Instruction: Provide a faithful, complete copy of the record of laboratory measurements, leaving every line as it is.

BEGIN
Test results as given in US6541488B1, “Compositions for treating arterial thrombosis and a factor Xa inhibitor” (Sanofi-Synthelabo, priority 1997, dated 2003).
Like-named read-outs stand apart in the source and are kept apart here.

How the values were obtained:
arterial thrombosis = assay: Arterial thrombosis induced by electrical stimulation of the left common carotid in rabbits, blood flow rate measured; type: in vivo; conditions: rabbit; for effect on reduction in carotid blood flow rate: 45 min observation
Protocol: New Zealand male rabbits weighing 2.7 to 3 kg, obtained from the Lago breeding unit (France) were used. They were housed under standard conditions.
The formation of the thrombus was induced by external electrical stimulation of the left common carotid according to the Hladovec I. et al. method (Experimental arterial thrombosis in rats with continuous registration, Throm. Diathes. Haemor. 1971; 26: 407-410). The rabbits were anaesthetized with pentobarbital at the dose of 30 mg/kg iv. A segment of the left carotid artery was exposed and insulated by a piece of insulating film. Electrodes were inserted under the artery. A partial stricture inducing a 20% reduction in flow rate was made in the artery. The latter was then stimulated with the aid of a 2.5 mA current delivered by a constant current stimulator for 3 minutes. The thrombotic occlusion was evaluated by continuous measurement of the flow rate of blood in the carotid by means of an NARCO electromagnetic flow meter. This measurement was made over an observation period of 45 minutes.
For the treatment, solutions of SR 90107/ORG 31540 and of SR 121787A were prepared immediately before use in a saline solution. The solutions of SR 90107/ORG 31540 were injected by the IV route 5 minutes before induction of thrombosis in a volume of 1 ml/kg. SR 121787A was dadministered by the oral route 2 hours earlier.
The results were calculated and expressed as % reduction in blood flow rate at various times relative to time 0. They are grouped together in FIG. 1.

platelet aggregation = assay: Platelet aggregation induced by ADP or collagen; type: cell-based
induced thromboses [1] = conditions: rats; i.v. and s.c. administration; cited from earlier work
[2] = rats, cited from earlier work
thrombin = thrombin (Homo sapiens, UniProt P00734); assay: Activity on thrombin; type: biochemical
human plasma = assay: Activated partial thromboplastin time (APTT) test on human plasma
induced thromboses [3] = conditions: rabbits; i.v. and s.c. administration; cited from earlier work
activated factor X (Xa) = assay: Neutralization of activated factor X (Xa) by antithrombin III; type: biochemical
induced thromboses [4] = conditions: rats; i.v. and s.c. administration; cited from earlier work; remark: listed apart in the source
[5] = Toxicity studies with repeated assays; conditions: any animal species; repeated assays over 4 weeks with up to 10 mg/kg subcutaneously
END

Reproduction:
Test results as given in US6541488B1, “Compositions for treating arterial thrombosis and a factor Xa inhibitor” (Sanofi-Synthelabo, priority 1997, dated 2003).
Like-named read-outs stand apart in the source and are kept apart here.

How the values were obtained:
arterial thrombosis = assay: Arterial thrombosis induced by electrical stimulation of the left common carotid in rabbits, blood flow rate measured; type: in vivo; conditions: rabbit; for effect on reduction in carotid blood flow rate: 45 min observation
Protocol: New Zealand male rabbits weighing 2.7 to 3 kg, obtained from the Lago breeding unit (France) were used. They were housed under standard conditions.
The formation of the thrombus was induced by external electrical stimulation of the left common carotid according to the Hladovec I. et al. method (Experimental arterial thrombosis in rats with continuous registration, Throm. Diathes. Haemor. 1971; 26: 407-410). The rabbits were anaesthetized with pentobarbital at the dose of 30 mg/kg iv. A segment of the left carotid artery was exposed and insulated by a piece of insulating film. Electrodes were inserted under the artery. A partial stricture inducing a 20% reduction in flow rate was made in the artery. The latter was then stimulated with the aid of a 2.5 mA current delivered by a constant current stimulator for 3 minutes. The thrombotic occlusion was evaluated by continuous measurement of the flow rate of blood in the carotid by means of an NARCO electromagnetic flow meter. This measurement was made over an observation period of 45 minutes.
For the treatment, solutions of SR 90107/ORG 31540 and of SR 121787A were prepared immediately before use in a saline solution. The solutions of SR 90107/ORG 31540 were injected by the IV route 5 minutes before induction of thrombosis in a volume of 1 ml/kg. SR 121787A was dadministered by the oral route 2 hours earlier.
The results were calculated and expressed as % reduction in blood flow rate at various times relative to time 0. They are grouped together in FIG. 1.

platelet aggregation = assay: Platelet aggregation induced by ADP or collagen; type: cell-based
induced thromboses [1] = conditions: rats; i.v. and s.c. administration; cited from earlier work
[2] = rats, cited from earlier work
thrombin = thrombin (Homo sapiens, UniProt P00734); assay: Activity on thrombin; type: biochemical
human plasma = assay: Activated partial thromboplastin time (APTT) test on human plasma
induced thromboses [3] = conditions: rabbits; i.v. and s.c. administration; cited from earlier work
activated factor X (Xa) = assay: Neutralization of activated factor X (Xa) by antithrombin III; type: biochemical
induced thromboses [4] = conditions: rats; i.v. and s.c. administration; cited from earlier work; remark: listed apart in the source
[5] = Toxicity studies with repeated assays; conditions: any animal species; repeated assays over 4 weeks with up to 10 mg/kg subcutaneously